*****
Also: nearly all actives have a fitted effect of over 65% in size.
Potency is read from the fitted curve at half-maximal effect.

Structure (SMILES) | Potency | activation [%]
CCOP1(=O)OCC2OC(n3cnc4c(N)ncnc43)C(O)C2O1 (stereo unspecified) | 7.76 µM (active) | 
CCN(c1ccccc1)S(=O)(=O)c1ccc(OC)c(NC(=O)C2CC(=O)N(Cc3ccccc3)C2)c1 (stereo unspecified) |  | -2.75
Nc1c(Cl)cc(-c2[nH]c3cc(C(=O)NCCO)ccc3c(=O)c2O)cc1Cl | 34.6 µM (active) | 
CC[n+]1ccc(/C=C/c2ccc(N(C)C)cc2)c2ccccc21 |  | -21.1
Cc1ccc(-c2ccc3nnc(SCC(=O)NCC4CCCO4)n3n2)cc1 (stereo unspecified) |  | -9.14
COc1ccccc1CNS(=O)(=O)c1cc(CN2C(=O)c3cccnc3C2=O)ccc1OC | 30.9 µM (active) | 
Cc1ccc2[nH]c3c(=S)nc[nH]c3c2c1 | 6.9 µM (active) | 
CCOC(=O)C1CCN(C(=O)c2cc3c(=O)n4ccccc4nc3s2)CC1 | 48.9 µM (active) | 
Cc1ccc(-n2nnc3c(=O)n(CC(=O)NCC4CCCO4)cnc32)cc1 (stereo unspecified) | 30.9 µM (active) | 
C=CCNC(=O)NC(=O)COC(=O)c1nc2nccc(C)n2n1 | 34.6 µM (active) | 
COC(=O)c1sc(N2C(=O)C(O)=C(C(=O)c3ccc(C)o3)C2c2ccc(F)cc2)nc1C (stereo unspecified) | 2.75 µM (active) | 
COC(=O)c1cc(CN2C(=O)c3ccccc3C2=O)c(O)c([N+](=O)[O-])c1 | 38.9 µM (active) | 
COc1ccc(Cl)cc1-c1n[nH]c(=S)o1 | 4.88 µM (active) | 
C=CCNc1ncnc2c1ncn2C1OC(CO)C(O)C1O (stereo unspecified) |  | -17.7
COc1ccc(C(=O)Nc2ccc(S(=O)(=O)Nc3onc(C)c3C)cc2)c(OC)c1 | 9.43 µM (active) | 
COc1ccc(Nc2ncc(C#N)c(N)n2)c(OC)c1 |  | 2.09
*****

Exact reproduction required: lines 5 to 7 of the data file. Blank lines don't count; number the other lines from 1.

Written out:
CCN(c1ccccc1)S(=O)(=O)c1ccc(OC)c(NC(=O)C2CC(=O)N(Cc3ccccc3)C2)c1 (stereo unspecified) |  | -2.75
Nc1c(Cl)cc(-c2[nH]c3cc(C(=O)NCCO)ccc3c(=O)c2O)cc1Cl | 34.6 µM (active) | 
CC[n+]1ccc(/C=C/c2ccc(N(C)C)cc2)c2ccccc21 |  | -21.1